New York scientists reveal Harry Potter inspired cloak of invisibility

University of Rochester researchers hide everyday objects from sight

Scientists at the University of Rochester in New York have achieved the stuff of science fiction with a technique reminiscent of Harry Potter’s cloak of invsibility.

Researchers at the University of Rochester have managed to hide a hand or everyday objects such as a ruler from plain sight.

The Guardian reports “the so-called Rochester Cloak is not really a tangible cloak at all” but a comination of lenses with all the materials involved costing not much more than $1000 (£615).


In a video produced by the University, physics professor John Howell has claimed: “Cloaking is essentially just an optical illusion and people have been doing that for hundreds of years. There have been many high-tech approaches to try and achieve cloaking and the basic idea behind these high-tech or exotic materials is to take light and have it pass around something as if it isn’t there and we just figured a very simple way of doing that can just be using standard lenses and things that we would normally find in the lab.”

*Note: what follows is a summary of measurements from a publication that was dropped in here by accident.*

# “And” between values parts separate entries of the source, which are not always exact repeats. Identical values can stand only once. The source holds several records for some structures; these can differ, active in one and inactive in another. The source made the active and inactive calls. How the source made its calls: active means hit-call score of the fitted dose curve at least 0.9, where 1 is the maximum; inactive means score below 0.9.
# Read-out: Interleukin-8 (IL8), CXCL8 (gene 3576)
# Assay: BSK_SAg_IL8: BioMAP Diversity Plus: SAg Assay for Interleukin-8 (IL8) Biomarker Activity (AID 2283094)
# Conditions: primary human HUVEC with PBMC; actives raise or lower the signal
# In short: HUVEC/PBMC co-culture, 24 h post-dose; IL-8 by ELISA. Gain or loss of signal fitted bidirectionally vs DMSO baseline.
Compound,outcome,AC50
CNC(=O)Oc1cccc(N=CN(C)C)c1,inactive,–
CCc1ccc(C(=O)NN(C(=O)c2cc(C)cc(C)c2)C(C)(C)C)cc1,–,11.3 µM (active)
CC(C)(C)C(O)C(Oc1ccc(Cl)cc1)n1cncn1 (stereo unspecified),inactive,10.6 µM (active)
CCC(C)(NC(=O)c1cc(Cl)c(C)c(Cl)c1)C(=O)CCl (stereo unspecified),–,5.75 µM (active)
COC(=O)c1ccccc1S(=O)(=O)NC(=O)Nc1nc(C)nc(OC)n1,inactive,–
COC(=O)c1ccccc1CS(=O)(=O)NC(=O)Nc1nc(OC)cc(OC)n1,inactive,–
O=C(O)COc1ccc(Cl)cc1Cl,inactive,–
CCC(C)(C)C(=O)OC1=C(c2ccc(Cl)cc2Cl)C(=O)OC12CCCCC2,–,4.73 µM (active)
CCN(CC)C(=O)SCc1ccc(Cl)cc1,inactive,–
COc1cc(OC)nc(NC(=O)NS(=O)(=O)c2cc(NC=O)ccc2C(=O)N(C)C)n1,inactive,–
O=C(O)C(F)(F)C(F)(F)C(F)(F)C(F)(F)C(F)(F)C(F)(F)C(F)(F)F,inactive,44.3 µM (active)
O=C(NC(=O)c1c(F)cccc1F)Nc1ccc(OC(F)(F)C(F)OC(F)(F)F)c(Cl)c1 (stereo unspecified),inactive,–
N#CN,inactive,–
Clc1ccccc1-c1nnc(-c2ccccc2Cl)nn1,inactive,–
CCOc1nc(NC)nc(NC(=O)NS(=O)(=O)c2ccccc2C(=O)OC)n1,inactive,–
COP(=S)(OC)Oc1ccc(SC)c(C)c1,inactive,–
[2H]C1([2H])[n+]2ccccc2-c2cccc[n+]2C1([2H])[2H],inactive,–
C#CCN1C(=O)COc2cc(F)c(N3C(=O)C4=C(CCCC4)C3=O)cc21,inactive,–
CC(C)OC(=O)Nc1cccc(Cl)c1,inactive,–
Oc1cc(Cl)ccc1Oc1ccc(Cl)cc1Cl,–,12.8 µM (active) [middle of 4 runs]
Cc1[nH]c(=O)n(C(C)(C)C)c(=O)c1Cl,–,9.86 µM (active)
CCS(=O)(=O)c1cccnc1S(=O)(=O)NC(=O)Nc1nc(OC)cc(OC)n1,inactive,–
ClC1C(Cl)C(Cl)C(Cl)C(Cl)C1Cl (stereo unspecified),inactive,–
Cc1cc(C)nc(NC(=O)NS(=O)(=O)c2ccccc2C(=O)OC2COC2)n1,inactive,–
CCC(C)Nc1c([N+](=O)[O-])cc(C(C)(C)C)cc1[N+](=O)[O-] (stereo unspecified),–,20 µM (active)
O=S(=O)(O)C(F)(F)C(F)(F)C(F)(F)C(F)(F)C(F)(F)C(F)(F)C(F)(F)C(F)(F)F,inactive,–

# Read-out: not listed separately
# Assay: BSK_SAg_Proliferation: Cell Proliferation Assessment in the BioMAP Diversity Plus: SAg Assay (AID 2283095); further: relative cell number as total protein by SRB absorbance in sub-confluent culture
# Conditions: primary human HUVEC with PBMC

The researchers at the University of Rochester have found that the right combination of lenses can bend light around an object and create “three-dimensional continuous multi-directional cloaking”.

Howell added: “It’s been a really popular thing for example in science fiction, also in Harry Potter but I think people are really excited by the prospect of just being invisible.”

In J. K. Rowling’s Harry Potter books the cloak of invisibility lets the wearer vanish beneath it’s silvery transparency. Watch the University’s research in action in the video below.